Yoshinori Kato is head of product development at Showa Shokai, which, for the past 21 years, has been manufacturing an ever-expanding range of anti-heat measures,

There have been three distinct phases in sales trends, says Mr Kato. Their first product was salt tablets, in response to reports that dehydrated construction workers were licking the soil to get the necessary salt into their bodies.

The second phase was the development of portable cooling and mister systems.

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The current phase focuses on products that cool people rather than environments. The most popular products now are vests with built-in fans. But after about 35 C, these fans become counterproductive due to the hot air intake.

“To address this, we need a product that can instantly cool the body,” says Mr Kato.

So he shows me a light (590g) black vest to which three cooling units are attached. The metal side absorbs heat, while the other side emits heat.

Although this can result in the external environment heating up, like air conditioning, Mr Kato says the product can operate in temperatures up to 40C, including high humidity.

Many of Showa Shokai’s end users are construction workers and engineers, and Mr Kato says many people have told the company they need something more versatile. Indeed, when I strap on the vest and walk around the Showa Shokai office, I’m amazed at how mobile the garment is.

Improvements in cooling clothing such as these will face a trade-off between portability and power source power. The cell phone battery that powers this vest is the size of a small power bank and fits in a pocket. It currently lasts only 3.5 hours at full power.

Given the battery life and the price of 30,000 yen, these products are more suitable for use for short periods of time and for purchase by employers rather than manual workers themselves.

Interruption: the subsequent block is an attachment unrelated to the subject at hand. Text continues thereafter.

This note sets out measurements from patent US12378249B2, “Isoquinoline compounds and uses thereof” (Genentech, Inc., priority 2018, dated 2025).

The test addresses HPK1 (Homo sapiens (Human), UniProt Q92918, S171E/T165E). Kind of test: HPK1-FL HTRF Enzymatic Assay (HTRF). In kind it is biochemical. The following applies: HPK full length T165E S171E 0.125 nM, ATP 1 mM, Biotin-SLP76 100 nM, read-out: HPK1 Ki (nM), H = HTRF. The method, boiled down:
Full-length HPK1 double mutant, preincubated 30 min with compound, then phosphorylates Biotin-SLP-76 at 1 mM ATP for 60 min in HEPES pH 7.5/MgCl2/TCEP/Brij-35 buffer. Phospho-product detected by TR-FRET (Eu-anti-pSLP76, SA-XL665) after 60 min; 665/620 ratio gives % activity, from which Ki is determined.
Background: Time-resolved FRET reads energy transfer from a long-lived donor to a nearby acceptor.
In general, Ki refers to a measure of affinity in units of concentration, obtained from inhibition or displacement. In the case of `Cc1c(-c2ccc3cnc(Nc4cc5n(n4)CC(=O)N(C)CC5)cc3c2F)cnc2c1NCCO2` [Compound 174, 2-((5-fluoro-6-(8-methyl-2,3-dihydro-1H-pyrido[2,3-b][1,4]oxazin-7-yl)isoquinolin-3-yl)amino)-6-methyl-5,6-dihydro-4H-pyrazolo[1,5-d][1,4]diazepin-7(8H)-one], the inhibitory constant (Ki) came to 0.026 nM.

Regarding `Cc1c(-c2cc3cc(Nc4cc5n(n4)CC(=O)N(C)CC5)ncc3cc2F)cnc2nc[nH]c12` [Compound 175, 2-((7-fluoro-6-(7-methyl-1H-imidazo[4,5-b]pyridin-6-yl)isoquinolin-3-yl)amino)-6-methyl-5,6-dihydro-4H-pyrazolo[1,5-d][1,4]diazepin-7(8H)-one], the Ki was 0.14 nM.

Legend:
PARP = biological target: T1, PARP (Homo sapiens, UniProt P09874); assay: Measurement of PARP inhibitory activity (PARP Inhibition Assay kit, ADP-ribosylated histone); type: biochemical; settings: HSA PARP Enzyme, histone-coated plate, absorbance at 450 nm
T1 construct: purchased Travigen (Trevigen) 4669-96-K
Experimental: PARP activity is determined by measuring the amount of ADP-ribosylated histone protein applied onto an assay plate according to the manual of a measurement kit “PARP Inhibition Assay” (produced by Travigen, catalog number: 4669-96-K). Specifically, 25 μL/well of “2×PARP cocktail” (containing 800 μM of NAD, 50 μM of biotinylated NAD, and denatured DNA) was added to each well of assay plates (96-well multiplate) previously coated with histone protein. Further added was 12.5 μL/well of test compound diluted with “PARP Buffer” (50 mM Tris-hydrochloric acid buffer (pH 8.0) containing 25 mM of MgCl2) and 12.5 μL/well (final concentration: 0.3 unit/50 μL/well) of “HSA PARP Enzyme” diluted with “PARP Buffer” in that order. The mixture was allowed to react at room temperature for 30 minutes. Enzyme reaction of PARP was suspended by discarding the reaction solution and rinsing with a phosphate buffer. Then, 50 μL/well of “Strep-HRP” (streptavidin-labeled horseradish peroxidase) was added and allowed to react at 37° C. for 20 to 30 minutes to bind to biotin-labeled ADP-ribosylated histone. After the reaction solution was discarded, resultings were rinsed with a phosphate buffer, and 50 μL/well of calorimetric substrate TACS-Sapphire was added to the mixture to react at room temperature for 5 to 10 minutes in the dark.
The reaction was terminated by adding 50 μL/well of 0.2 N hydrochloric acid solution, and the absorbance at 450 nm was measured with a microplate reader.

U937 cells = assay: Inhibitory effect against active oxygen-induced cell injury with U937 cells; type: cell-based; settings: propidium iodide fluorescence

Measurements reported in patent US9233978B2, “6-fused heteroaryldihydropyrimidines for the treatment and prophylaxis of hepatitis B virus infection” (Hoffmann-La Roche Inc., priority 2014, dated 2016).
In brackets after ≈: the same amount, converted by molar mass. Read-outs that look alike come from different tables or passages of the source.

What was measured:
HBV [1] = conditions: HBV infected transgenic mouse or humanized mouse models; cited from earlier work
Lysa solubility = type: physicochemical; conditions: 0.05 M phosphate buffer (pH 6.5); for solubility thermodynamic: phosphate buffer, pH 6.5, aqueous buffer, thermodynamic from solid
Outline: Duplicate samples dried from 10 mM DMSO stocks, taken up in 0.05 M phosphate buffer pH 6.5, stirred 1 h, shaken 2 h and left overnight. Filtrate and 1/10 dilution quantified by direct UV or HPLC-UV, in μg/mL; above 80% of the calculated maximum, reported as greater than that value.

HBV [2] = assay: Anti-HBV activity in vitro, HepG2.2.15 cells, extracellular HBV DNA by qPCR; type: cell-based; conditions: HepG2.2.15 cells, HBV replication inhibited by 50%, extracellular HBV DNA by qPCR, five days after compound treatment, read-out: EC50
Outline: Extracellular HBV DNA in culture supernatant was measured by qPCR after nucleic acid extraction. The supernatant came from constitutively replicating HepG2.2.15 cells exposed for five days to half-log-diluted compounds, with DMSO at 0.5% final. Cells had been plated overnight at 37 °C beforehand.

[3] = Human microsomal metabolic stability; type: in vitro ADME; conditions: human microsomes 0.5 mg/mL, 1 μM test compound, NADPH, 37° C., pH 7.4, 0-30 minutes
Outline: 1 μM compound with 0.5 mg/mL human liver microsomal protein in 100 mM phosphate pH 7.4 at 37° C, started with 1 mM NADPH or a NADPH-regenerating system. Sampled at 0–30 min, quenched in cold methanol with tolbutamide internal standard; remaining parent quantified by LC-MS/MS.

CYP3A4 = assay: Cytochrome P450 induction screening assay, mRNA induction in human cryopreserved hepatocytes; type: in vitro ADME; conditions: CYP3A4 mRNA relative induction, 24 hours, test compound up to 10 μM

A self-employed builder I speak with uses a vest with fans, combined with an ice pack, while on the job. But the battery is expensive and he has to buy such devices himself, so he saves it for very hot days.

It is important to keep in mind the limitations of such technology.

It would be counterproductive for employers to turn to technology as a way to ensure employee productivity, instead of dealing with workloads and rest breaks during extreme heat.

Another issue is that the people who are most at risk of heat stroke are not the ones who use these products the most.

Personal cooling devices are mainly used by younger people and manual workers, although it is pensioners who are most at risk as temperatures in Japan continue to rise.

Wakako Sakamoto is assistant chief of environmental safety at Japan’s Ministry of the Environment. He says that in Tokyo in 2021, most people who died of heatstroke were aged 65 or older and were indoors without air conditioning on at the time.

A cyclist rides with an umbrella in Koshigaya

Low-tech umbrellas ‘scientifically proven’ to keep out the sun’s rays and heat

While not everyone has the space or money for air conditioning, there are still many seniors with air conditioners installed who don’t use them in extreme heat. “We ask these people to use air conditioning,” urges Ms. Sakamoto.

Her colleague Takahiro Kasai, who is in charge of heat countermeasures at the Ministry of the Environment, adds that some of the most tried and tested personal cooling devices are relatively low-tech.

“An umbrella is something that is scientifically proven to block the sun’s rays and heat. It also covers the whole body and creates shade for yourself,” he says.

But for people who have those basics covered, personal cooling devices — whether they’re umbrellas, towels or portable fans — can be a way to stay comfortable and healthy outside the home.